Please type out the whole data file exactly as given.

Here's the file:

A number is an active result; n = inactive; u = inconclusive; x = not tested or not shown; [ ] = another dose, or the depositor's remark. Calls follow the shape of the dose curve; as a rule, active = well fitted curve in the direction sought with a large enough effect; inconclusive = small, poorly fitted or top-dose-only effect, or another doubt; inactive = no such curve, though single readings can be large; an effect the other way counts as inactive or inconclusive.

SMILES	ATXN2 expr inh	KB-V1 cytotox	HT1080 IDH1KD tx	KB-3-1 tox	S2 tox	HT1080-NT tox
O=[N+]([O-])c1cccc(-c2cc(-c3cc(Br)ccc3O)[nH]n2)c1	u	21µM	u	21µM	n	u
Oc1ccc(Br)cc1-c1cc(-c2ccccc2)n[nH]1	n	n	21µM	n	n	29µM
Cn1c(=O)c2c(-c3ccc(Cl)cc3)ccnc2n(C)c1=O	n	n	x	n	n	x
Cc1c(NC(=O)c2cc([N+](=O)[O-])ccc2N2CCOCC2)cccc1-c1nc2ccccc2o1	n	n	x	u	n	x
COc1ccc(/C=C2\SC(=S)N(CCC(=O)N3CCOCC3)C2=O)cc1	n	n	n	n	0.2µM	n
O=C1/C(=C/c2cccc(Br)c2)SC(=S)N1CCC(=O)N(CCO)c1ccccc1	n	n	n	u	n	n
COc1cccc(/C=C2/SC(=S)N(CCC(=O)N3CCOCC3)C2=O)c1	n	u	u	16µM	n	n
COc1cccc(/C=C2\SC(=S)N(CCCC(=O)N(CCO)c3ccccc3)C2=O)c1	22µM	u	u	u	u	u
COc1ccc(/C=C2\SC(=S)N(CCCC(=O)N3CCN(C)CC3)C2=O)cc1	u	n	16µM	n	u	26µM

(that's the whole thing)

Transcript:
A number is an active result; n = inactive; u = inconclusive; x = not tested or not shown; [ ] = another dose, or the depositor's remark. Calls follow the shape of the dose curve; as a rule, active = well fitted curve in the direction sought with a large enough effect; inconclusive = small, poorly fitted or top-dose-only effect, or another doubt; inactive = no such curve, though single readings can be large; an effect the other way counts as inactive or inconclusive.

SMILES	ATXN2 expr inh	KB-V1 cytotox	HT1080 IDH1KD tx	KB-3-1 tox	S2 tox	HT1080-NT tox
O=[N+]([O-])c1cccc(-c2cc(-c3cc(Br)ccc3O)[nH]n2)c1	u	21µM	u	21µM	n	u
Oc1ccc(Br)cc1-c1cc(-c2ccccc2)n[nH]1	n	n	21µM	n	n	29µM
Cn1c(=O)c2c(-c3ccc(Cl)cc3)ccnc2n(C)c1=O	n	n	x	n	n	x
Cc1c(NC(=O)c2cc([N+](=O)[O-])ccc2N2CCOCC2)cccc1-c1nc2ccccc2o1	n	n	x	u	n	x
COc1ccc(/C=C2\SC(=S)N(CCC(=O)N3CCOCC3)C2=O)cc1	n	n	n	n	0.2µM	n
O=C1/C(=C/c2cccc(Br)c2)SC(=S)N1CCC(=O)N(CCO)c1ccccc1	n	n	n	u	n	n
COc1cccc(/C=C2/SC(=S)N(CCC(=O)N3CCOCC3)C2=O)c1	n	u	u	16µM	n	n
COc1cccc(/C=C2\SC(=S)N(CCCC(=O)N(CCO)c3ccccc3)C2=O)c1	22µM	u	u	u	u	u
COc1ccc(/C=C2\SC(=S)N(CCCC(=O)N3CCN(C)CC3)C2=O)cc1	u	n	16µM	n	u	26µM